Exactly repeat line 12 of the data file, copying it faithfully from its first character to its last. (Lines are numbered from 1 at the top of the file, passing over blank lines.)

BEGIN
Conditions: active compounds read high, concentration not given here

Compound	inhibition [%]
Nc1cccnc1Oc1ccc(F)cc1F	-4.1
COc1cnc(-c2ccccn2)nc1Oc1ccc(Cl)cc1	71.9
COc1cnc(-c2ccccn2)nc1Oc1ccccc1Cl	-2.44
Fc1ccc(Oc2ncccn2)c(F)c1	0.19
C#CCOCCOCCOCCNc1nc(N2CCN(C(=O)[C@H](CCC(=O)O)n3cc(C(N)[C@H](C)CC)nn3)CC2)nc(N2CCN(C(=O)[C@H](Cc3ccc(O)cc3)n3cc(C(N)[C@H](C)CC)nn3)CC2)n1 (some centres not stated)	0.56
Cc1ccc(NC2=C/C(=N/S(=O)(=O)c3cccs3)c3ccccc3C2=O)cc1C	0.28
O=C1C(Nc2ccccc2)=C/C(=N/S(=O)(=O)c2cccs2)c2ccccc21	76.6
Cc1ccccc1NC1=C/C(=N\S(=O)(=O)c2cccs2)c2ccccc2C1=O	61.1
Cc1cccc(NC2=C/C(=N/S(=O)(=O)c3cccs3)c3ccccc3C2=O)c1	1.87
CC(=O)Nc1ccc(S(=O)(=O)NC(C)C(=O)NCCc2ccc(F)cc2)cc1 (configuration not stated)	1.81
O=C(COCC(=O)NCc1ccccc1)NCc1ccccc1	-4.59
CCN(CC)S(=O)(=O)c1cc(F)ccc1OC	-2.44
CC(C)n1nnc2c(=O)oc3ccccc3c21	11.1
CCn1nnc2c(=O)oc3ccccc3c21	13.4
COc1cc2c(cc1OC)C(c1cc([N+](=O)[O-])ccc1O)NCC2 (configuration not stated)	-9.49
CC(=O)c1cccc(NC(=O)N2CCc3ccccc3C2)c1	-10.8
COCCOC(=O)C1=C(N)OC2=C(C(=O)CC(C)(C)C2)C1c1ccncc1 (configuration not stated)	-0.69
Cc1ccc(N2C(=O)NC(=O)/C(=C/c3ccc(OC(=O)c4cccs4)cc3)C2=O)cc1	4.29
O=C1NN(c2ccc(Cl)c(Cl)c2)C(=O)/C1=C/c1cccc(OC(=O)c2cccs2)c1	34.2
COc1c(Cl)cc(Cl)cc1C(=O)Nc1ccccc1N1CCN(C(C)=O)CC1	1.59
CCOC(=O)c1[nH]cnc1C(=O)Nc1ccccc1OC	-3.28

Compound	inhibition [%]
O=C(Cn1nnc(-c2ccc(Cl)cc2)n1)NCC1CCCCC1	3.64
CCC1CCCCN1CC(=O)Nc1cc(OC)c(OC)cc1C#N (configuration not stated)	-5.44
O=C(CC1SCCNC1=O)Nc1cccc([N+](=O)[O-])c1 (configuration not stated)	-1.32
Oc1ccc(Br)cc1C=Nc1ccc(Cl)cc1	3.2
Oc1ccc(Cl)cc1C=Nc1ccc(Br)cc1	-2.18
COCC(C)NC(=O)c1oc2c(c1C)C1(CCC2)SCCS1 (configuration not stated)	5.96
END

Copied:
CC(=O)Nc1ccc(S(=O)(=O)NC(C)C(=O)NCCc2ccc(F)cc2)cc1 (configuration not stated)	1.81